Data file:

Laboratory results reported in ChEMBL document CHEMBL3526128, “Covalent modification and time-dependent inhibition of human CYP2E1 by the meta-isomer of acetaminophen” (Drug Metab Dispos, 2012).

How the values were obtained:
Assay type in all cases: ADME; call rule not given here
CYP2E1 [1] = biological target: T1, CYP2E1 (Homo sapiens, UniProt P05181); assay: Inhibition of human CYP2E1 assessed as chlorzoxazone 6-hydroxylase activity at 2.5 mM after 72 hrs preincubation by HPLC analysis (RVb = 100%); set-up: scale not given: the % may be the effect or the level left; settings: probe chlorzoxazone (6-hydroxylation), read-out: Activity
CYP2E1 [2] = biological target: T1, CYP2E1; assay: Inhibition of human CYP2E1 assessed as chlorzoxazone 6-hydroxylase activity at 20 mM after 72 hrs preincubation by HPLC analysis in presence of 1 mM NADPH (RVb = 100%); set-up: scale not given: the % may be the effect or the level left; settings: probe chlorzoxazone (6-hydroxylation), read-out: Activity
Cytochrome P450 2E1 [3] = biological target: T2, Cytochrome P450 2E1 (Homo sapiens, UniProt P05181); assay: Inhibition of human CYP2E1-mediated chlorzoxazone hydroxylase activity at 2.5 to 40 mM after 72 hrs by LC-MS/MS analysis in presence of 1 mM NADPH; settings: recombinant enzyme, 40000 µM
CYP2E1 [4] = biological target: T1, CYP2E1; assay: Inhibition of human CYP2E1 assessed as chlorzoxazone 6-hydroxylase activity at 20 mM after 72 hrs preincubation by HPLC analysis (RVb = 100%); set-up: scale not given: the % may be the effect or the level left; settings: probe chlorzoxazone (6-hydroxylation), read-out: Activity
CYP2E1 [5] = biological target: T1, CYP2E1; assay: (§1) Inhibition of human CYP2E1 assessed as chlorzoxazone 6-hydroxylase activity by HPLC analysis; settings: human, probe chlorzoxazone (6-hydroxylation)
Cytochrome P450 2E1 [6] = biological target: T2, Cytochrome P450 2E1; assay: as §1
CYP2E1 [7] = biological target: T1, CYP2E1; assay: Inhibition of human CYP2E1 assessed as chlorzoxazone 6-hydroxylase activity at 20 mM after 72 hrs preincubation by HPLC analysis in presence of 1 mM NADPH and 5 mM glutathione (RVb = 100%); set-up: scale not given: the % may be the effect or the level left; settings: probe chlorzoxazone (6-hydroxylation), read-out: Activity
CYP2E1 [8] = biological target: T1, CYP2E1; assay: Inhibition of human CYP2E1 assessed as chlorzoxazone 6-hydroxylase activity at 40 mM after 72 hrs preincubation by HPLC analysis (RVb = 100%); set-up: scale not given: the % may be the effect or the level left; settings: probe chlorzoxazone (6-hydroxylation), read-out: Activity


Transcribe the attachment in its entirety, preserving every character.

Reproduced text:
Laboratory results reported in ChEMBL document CHEMBL3526128, “Covalent modification and time-dependent inhibition of human CYP2E1 by the meta-isomer of acetaminophen” (Drug Metab Dispos, 2012).

How the values were obtained:
Assay type in all cases: ADME; call rule not given here
CYP2E1 [1] = biological target: T1, CYP2E1 (Homo sapiens, UniProt P05181); assay: Inhibition of human CYP2E1 assessed as chlorzoxazone 6-hydroxylase activity at 2.5 mM after 72 hrs preincubation by HPLC analysis (RVb = 100%); set-up: scale not given: the % may be the effect or the level left; settings: probe chlorzoxazone (6-hydroxylation), read-out: Activity
CYP2E1 [2] = biological target: T1, CYP2E1; assay: Inhibition of human CYP2E1 assessed as chlorzoxazone 6-hydroxylase activity at 20 mM after 72 hrs preincubation by HPLC analysis in presence of 1 mM NADPH (RVb = 100%); set-up: scale not given: the % may be the effect or the level left; settings: probe chlorzoxazone (6-hydroxylation), read-out: Activity
Cytochrome P450 2E1 [3] = biological target: T2, Cytochrome P450 2E1 (Homo sapiens, UniProt P05181); assay: Inhibition of human CYP2E1-mediated chlorzoxazone hydroxylase activity at 2.5 to 40 mM after 72 hrs by LC-MS/MS analysis in presence of 1 mM NADPH; settings: recombinant enzyme, 40000 µM
CYP2E1 [4] = biological target: T1, CYP2E1; assay: Inhibition of human CYP2E1 assessed as chlorzoxazone 6-hydroxylase activity at 20 mM after 72 hrs preincubation by HPLC analysis (RVb = 100%); set-up: scale not given: the % may be the effect or the level left; settings: probe chlorzoxazone (6-hydroxylation), read-out: Activity
CYP2E1 [5] = biological target: T1, CYP2E1; assay: (§1) Inhibition of human CYP2E1 assessed as chlorzoxazone 6-hydroxylase activity by HPLC analysis; settings: human, probe chlorzoxazone (6-hydroxylation)
Cytochrome P450 2E1 [6] = biological target: T2, Cytochrome P450 2E1; assay: as §1
CYP2E1 [7] = biological target: T1, CYP2E1; assay: Inhibition of human CYP2E1 assessed as chlorzoxazone 6-hydroxylase activity at 20 mM after 72 hrs preincubation by HPLC analysis in presence of 1 mM NADPH and 5 mM glutathione (RVb = 100%); set-up: scale not given: the % may be the effect or the level left; settings: probe chlorzoxazone (6-hydroxylation), read-out: Activity
CYP2E1 [8] = biological target: T1, CYP2E1; assay: Inhibition of human CYP2E1 assessed as chlorzoxazone 6-hydroxylase activity at 40 mM after 72 hrs preincubation by HPLC analysis (RVb = 100%); set-up: scale not given: the % may be the effect or the level left; settings: probe chlorzoxazone (6-hydroxylation), read-out: Activity